Rasiglia tourist guide
Tucked away in the foothills of Italy’s lofty Apennine mountain range, in the Umbrian province of Perugia, lies the tiny medieval town of Rasiglia. A 15 minute drive from neighbouring Foligno, and 40 minutes from Assisi, this quaint settlement is located 600m above sea level on a tranquil wooded hillside surrounded by nature. Escaping the stifling heat of the valley below, a refreshingly cool waft of mountain air greets you on arrival. The next thing you notice is the cheerful gurgle of flowing water. Let’s explore the area with our tourist guide of Rasiglia….!
A tiny gem…
Rasiglia, a tiny gem of only 50 or so stone houses, is fondly known as the ‘little Venice of Umbria’, on account of its interlacing sequence of pools, canals and small waterfalls, which weave throughout the town. The water originates from a network of bubbling underground springs which flow down from the River Menotre. Visitors can wander through the town’s winding alleyways, linked by an intricate series of wooden and stone foot bridges. The channels of clear mountain water, fringed by mossy banks, flow around and even beneath many of the town buildings, lapping at ancient stone.
Rasiglia tourist guide : The Trinci Family
During the 15th century, local landowners the Trinci family saw the potential in harnessing the River Menotre as a source of energy. Tradesmen constructed a series locks and canals to channel the water, and a flourishing textile industry sprung up in Rasiglia. The town prospered for centuries, until industry eventually died out in the 1960s. Today plaques and old photos are displayed throughout Rasiglia, a living testament to its industrial heritage. Visitors can explore the old fulling mill from the 15th century, complete with its original grindstone, whilst the ancient wash house, used for wool dyeing, has been carefully restored.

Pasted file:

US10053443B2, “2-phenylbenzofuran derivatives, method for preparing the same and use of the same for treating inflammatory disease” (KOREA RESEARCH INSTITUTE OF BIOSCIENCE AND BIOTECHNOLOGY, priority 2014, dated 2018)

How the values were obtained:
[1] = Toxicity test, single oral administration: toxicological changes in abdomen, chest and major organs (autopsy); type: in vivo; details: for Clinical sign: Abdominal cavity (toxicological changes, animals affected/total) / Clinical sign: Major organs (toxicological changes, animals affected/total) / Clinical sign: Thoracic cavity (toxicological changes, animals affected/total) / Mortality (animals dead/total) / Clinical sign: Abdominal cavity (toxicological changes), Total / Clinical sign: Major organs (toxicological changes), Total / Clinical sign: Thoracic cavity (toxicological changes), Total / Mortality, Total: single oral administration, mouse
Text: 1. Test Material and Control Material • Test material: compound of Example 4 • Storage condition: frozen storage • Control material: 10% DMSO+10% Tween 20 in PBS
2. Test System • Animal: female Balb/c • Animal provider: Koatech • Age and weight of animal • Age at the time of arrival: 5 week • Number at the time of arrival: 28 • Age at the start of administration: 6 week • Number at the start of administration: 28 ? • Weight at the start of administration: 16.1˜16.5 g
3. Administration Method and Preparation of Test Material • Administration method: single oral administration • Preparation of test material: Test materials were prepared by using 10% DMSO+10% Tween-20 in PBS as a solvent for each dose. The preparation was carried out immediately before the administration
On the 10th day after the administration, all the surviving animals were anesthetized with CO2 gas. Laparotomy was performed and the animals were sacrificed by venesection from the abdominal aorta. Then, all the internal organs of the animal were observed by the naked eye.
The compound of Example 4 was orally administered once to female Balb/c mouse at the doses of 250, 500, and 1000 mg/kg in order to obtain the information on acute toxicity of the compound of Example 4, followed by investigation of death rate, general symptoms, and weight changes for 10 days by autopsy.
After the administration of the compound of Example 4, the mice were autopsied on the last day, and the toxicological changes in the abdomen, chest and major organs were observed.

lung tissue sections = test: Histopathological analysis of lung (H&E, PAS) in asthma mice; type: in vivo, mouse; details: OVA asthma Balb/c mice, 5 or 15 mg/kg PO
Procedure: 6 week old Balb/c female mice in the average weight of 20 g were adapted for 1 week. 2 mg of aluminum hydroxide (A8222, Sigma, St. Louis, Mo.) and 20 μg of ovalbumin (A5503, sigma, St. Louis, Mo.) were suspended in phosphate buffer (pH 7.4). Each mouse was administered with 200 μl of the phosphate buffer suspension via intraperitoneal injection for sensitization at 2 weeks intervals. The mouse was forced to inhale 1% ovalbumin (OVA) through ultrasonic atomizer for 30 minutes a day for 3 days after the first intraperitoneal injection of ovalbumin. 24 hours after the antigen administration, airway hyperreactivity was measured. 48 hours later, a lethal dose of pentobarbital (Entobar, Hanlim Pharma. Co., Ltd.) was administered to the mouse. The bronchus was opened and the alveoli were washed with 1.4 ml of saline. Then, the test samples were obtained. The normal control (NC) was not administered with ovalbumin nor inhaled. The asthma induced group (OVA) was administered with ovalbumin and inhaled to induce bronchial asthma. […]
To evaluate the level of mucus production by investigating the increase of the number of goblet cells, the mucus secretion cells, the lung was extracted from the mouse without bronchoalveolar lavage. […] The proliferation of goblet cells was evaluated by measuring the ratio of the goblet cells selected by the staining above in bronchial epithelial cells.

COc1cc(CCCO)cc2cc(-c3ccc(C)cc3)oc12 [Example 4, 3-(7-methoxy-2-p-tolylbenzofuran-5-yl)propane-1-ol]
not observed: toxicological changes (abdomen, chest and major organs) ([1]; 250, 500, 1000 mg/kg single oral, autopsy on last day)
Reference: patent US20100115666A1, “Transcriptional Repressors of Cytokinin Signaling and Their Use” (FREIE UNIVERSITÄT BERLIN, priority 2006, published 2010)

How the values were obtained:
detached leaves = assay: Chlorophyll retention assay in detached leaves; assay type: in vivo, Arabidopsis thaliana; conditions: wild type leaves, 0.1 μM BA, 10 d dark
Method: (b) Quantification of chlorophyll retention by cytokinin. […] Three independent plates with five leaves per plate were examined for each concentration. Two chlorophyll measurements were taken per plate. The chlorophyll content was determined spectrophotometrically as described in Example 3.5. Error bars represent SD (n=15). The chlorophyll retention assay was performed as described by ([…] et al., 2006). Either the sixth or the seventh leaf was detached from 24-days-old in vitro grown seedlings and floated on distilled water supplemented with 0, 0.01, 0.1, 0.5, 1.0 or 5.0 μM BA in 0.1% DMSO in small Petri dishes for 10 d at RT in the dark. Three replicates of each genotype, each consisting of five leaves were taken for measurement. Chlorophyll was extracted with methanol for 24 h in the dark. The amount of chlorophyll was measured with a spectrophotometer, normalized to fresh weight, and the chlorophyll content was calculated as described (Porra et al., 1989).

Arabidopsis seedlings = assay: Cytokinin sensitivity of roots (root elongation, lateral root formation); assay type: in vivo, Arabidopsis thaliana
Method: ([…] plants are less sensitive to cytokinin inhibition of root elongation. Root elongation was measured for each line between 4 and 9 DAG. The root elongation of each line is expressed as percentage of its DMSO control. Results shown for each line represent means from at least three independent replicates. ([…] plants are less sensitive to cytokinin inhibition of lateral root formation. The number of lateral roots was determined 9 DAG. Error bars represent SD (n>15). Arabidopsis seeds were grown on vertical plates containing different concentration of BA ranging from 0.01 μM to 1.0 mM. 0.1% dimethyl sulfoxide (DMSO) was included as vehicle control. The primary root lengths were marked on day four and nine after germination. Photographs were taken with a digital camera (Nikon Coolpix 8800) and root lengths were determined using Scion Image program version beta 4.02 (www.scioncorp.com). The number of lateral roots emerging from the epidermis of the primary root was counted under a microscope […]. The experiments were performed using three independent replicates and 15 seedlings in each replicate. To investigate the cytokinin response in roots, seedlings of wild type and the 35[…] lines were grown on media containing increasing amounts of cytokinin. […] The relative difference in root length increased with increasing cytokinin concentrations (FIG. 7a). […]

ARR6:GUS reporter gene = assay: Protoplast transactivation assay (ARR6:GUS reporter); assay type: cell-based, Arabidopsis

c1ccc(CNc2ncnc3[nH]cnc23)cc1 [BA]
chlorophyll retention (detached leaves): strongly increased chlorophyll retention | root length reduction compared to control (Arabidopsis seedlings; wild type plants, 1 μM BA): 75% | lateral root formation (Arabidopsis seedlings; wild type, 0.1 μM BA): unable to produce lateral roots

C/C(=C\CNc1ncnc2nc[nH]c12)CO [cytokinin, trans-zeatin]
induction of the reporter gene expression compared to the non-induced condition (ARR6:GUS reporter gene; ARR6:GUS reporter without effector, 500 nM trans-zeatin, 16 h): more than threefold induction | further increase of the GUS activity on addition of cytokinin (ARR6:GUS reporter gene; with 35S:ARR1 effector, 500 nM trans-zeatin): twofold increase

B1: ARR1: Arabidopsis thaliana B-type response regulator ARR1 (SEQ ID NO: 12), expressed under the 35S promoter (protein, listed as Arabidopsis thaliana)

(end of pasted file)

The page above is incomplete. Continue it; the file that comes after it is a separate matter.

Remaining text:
Penelope a Rasiglia : a traditional event
‘Penelope a Rasiglia’ is an annual tradition in June, when villagers re-enact historic activities such as sheep shearing, wool dyeing and weaving. Tourists can take a guided walk around the town with a local resident, or partake in a number of traditional workshops including weaving, dyeing, or baking.
On the outskirts of Rasiglia, shaded by trees, stands the Sanctuary of the Madonna delle Grazie, an atmospheric, tranquil chapel, whose hushed walls are adorned with forty colourful painted frescoes dating back to the 13th century. A tiny underground crypt houses the fifteenth-century statue of the Madonna and the angels in adoration of the baby Jesus.
Following a path up the hill above town leads you to glorious views of the surrounding countryside. Here lay the ruins of Rasiglia’s castle, once home to the local Trinci dynasty.
Heading towards Foligno, the dramatically cascading Menotre Waterfalls are worth a detour, especially in summertime, when the bracingly cool water and shady woodland provide a refreshing respite from the heat.
Nearby, the stunning stalagmites and stalactites at the nearby Grotte dell’Abbadessa are another impressive wonder of nature. This karst network of tunnels, pillars, and dome shaped vaults is a distinctive natural phenomenon and not to be missed.
Also in the vicinity is the atmospheric Eremo Santa Maria Giacobbe, a secluded hermitage which clings dramatically to a rock face, whose internal walls are decorated with frescoes from the 13th century.
What about food in Rasiglia ?
Perugias cuisine is hearty and seasonal. Local restaurants incorporate ingredients such as wild asparagus, porcini mushrooms, and the renowned and highly feted truffle. Black and white truffles are showcased in many of the region’s pasta and risotto dishes, and appear in antipasti such as crostini al tartufo, with black truffles, anchovies and olive oil, and alla norcina with anchovies, chicken livers and truffles. Meat dishes frequently feature lamb, pork, and game including wild boar, hare, and pigeon, whilst suckling pig is a regional specialty. Popular local cheeses include Caciotta and Raviggiolo.